Monitoring of physical symptoms, behavioral therapy, cognitive therapy, body image therapy, nutritional counseling, education and medication, if necessary, are currently available in some form, yet all of these programs are delivered regardless of patient gender. Up to twenty percent of patients with eating disorders eventually die of their illness, and another fifteen percent resort to suicide. With access to treatment, 75 to 80% of female adolescents recover, yet less than half of males do. Furthermore, there are several limitations in the collection of data, as most studies are based on clinical samples, which make it hard to tell about the findings to general population. People with eating disorders require a broad range of treatment for both physical complications and psychological issues, at a cost of approximately $1,600 per day. Treatment for patients who were diagnosed following a hospitalization resulting from their condition is both more expensive (approximately three times more), and also less successful, with a corresponding drop of over twenty percent in women and forty percent in men.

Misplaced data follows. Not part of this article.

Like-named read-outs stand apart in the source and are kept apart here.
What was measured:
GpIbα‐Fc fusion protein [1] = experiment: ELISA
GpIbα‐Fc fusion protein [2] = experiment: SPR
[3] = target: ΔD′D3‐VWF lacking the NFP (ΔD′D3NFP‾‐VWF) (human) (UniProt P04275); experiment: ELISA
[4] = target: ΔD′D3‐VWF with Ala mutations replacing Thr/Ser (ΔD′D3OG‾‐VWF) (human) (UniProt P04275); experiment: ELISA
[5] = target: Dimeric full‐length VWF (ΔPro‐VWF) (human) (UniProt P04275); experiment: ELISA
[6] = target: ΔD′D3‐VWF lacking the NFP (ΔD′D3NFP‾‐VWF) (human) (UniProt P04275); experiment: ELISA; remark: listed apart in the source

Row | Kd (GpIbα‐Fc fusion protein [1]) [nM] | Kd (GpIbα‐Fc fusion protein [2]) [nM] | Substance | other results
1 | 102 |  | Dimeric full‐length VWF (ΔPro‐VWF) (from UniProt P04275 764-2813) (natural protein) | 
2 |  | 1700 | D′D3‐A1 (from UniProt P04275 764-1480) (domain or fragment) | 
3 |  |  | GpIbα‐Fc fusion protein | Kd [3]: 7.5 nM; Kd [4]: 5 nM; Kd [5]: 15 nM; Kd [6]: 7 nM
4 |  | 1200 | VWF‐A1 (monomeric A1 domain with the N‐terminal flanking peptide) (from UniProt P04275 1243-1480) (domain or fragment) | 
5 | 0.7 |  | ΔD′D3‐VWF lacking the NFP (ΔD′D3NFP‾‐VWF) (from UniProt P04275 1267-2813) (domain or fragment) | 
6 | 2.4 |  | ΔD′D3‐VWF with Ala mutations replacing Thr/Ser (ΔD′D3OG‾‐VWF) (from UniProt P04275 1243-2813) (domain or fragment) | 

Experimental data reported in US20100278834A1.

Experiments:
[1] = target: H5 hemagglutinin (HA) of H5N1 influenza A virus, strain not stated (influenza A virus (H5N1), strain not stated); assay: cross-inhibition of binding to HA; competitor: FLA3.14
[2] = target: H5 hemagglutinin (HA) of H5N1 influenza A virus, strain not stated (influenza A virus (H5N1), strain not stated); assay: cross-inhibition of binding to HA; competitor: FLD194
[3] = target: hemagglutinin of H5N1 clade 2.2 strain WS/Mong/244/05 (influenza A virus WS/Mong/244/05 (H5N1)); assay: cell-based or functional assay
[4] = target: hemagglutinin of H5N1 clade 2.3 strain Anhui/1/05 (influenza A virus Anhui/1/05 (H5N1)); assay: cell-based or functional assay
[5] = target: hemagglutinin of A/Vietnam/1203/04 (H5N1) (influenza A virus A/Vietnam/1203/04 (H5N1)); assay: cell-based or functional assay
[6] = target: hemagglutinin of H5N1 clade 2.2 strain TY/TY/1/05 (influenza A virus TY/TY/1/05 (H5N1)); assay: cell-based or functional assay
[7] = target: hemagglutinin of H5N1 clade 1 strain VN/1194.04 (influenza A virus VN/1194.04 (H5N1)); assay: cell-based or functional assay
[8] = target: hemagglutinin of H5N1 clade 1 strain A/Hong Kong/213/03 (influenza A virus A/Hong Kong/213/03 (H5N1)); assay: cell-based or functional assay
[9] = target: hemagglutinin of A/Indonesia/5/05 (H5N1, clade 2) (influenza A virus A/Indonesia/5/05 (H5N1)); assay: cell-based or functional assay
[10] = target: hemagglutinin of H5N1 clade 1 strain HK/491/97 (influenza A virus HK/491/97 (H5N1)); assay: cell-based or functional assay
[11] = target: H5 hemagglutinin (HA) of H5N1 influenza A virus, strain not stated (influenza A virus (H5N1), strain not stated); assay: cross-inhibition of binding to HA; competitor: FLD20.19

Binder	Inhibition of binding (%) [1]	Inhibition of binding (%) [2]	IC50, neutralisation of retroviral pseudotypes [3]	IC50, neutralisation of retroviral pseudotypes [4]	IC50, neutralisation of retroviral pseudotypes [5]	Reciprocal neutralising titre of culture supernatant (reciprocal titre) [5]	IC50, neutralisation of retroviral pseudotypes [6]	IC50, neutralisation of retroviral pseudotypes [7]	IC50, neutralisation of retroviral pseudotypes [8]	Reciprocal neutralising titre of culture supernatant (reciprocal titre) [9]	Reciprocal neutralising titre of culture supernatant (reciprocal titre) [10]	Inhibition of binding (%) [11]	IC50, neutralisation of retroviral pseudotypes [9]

There are many societal, familial and individual factors that can influence the development of an eating disorder. Individuals who are struggling with their identity and self-image can be at risk, as well as those who have experienced a traumatic event. In addition, many sufferers of eating disorders report feeling powerless about their socioeconomic environment, and view dieting, exercise and purging as empowering means of controlling their lives. The conventional approach to understanding the root causes of disordered eating focuses on the role of media and sociocultural pressures; an emphasis on thinness (for women) and muscularity (for men) often goes beyond simple body image. There is an implicit media message that not only those with ‘ideal’ bodies can be more confident, successful, healthy and happy but that slimness is associated with positive character qualities, such as reliability, trustworthiness and honesty. The traditional understanding of eating disorders reflects a media construct where thin and attractive people are not only the most successful and desirable members of the community, but rather they are the only members of the community who can be attractive and desirable.